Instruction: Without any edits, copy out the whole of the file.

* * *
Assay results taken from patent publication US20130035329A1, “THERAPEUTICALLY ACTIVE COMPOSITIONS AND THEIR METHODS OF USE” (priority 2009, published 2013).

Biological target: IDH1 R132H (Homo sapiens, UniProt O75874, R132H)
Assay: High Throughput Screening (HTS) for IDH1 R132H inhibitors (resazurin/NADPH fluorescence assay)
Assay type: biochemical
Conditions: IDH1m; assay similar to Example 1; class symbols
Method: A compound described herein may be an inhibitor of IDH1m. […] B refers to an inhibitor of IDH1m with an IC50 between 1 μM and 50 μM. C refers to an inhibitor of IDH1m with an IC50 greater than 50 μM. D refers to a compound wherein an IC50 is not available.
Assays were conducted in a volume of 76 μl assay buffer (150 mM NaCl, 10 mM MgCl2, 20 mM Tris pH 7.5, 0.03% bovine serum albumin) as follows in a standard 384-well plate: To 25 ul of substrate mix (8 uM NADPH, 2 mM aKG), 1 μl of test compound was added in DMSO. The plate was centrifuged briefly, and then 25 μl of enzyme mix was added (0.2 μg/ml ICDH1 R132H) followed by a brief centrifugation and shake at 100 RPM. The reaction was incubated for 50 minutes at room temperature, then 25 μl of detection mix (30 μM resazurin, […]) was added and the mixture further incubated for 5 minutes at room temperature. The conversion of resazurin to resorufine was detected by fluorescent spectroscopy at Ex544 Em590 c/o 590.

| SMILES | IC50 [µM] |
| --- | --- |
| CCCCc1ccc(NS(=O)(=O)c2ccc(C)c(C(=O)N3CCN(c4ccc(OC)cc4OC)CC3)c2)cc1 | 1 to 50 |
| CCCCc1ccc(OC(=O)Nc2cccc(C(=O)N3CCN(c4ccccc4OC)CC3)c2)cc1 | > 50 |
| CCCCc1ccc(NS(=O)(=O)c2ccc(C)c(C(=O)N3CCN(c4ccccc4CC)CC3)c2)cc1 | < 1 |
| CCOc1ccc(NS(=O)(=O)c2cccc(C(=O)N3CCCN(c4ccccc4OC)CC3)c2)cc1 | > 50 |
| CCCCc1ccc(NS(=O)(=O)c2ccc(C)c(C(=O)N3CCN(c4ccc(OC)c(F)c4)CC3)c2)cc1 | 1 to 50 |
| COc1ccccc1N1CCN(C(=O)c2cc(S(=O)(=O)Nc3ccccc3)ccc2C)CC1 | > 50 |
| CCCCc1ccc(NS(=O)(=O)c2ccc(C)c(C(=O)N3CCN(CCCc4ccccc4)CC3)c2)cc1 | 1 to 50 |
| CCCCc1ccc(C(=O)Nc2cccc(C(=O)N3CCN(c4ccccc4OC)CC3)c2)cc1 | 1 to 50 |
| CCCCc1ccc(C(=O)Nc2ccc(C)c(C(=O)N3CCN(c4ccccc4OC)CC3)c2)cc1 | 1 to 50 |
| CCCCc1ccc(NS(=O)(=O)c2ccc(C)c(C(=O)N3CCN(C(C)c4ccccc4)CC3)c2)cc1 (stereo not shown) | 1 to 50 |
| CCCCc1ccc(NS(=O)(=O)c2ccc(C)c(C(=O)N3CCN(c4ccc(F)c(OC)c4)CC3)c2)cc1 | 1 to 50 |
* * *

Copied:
Assay results taken from patent publication US20130035329A1, “THERAPEUTICALLY ACTIVE COMPOSITIONS AND THEIR METHODS OF USE” (priority 2009, published 2013).

Biological target: IDH1 R132H (Homo sapiens, UniProt O75874, R132H)
Assay: High Throughput Screening (HTS) for IDH1 R132H inhibitors (resazurin/NADPH fluorescence assay)
Assay type: biochemical
Conditions: IDH1m; assay similar to Example 1; class symbols
Method: A compound described herein may be an inhibitor of IDH1m. […] B refers to an inhibitor of IDH1m with an IC50 between 1 μM and 50 μM. C refers to an inhibitor of IDH1m with an IC50 greater than 50 μM. D refers to a compound wherein an IC50 is not available.
Assays were conducted in a volume of 76 μl assay buffer (150 mM NaCl, 10 mM MgCl2, 20 mM Tris pH 7.5, 0.03% bovine serum albumin) as follows in a standard 384-well plate: To 25 ul of substrate mix (8 uM NADPH, 2 mM aKG), 1 μl of test compound was added in DMSO. The plate was centrifuged briefly, and then 25 μl of enzyme mix was added (0.2 μg/ml ICDH1 R132H) followed by a brief centrifugation and shake at 100 RPM. The reaction was incubated for 50 minutes at room temperature, then 25 μl of detection mix (30 μM resazurin, […]) was added and the mixture further incubated for 5 minutes at room temperature. The conversion of resazurin to resorufine was detected by fluorescent spectroscopy at Ex544 Em590 c/o 590.

| SMILES | IC50 [µM] |
| --- | --- |
| CCCCc1ccc(NS(=O)(=O)c2ccc(C)c(C(=O)N3CCN(c4ccc(OC)cc4OC)CC3)c2)cc1 | 1 to 50 |
| CCCCc1ccc(OC(=O)Nc2cccc(C(=O)N3CCN(c4ccccc4OC)CC3)c2)cc1 | > 50 |
| CCCCc1ccc(NS(=O)(=O)c2ccc(C)c(C(=O)N3CCN(c4ccccc4CC)CC3)c2)cc1 | < 1 |
| CCOc1ccc(NS(=O)(=O)c2cccc(C(=O)N3CCCN(c4ccccc4OC)CC3)c2)cc1 | > 50 |
| CCCCc1ccc(NS(=O)(=O)c2ccc(C)c(C(=O)N3CCN(c4ccc(OC)c(F)c4)CC3)c2)cc1 | 1 to 50 |
| COc1ccccc1N1CCN(C(=O)c2cc(S(=O)(=O)Nc3ccccc3)ccc2C)CC1 | > 50 |
| CCCCc1ccc(NS(=O)(=O)c2ccc(C)c(C(=O)N3CCN(CCCc4ccccc4)CC3)c2)cc1 | 1 to 50 |
| CCCCc1ccc(C(=O)Nc2cccc(C(=O)N3CCN(c4ccccc4OC)CC3)c2)cc1 | 1 to 50 |
| CCCCc1ccc(C(=O)Nc2ccc(C)c(C(=O)N3CCN(c4ccccc4OC)CC3)c2)cc1 | 1 to 50 |
| CCCCc1ccc(NS(=O)(=O)c2ccc(C)c(C(=O)N3CCN(C(C)c4ccccc4)CC3)c2)cc1 (stereo not shown) | 1 to 50 |
| CCCCc1ccc(NS(=O)(=O)c2ccc(C)c(C(=O)N3CCN(c4ccc(F)c(OC)c4)CC3)c2)cc1 | 1 to 50 |